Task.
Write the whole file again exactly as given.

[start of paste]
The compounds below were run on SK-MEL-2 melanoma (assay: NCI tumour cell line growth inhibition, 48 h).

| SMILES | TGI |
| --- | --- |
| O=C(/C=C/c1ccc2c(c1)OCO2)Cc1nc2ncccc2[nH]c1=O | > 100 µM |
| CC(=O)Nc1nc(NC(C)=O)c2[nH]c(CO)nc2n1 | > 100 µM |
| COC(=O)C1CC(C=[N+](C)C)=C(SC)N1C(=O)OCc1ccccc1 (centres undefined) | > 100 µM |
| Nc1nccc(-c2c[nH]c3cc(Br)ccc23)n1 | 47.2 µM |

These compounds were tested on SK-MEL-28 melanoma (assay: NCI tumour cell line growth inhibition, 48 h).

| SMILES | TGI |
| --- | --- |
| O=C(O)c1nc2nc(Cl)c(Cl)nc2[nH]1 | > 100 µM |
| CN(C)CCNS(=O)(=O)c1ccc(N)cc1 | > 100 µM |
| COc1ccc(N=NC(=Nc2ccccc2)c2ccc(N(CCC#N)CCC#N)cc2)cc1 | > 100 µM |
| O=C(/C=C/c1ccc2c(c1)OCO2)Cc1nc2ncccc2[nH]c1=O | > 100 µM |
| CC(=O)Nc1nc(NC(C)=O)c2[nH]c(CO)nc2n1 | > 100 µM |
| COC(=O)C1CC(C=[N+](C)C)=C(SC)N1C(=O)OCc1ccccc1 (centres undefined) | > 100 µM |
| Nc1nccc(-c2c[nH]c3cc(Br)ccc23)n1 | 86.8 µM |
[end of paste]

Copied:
The compounds below were run on SK-MEL-2 melanoma (assay: NCI tumour cell line growth inhibition, 48 h).

| SMILES | TGI |
| --- | --- |
| O=C(/C=C/c1ccc2c(c1)OCO2)Cc1nc2ncccc2[nH]c1=O | > 100 µM |
| CC(=O)Nc1nc(NC(C)=O)c2[nH]c(CO)nc2n1 | > 100 µM |
| COC(=O)C1CC(C=[N+](C)C)=C(SC)N1C(=O)OCc1ccccc1 (centres undefined) | > 100 µM |
| Nc1nccc(-c2c[nH]c3cc(Br)ccc23)n1 | 47.2 µM |

These compounds were tested on SK-MEL-28 melanoma (assay: NCI tumour cell line growth inhibition, 48 h).

| SMILES | TGI |
| --- | --- |
| O=C(O)c1nc2nc(Cl)c(Cl)nc2[nH]1 | > 100 µM |
| CN(C)CCNS(=O)(=O)c1ccc(N)cc1 | > 100 µM |
| COc1ccc(N=NC(=Nc2ccccc2)c2ccc(N(CCC#N)CCC#N)cc2)cc1 | > 100 µM |
| O=C(/C=C/c1ccc2c(c1)OCO2)Cc1nc2ncccc2[nH]c1=O | > 100 µM |
| CC(=O)Nc1nc(NC(C)=O)c2[nH]c(CO)nc2n1 | > 100 µM |
| COC(=O)C1CC(C=[N+](C)C)=C(SC)N1C(=O)OCc1ccccc1 (centres undefined) | > 100 µM |
| Nc1nccc(-c2c[nH]c3cc(Br)ccc23)n1 | 86.8 µM |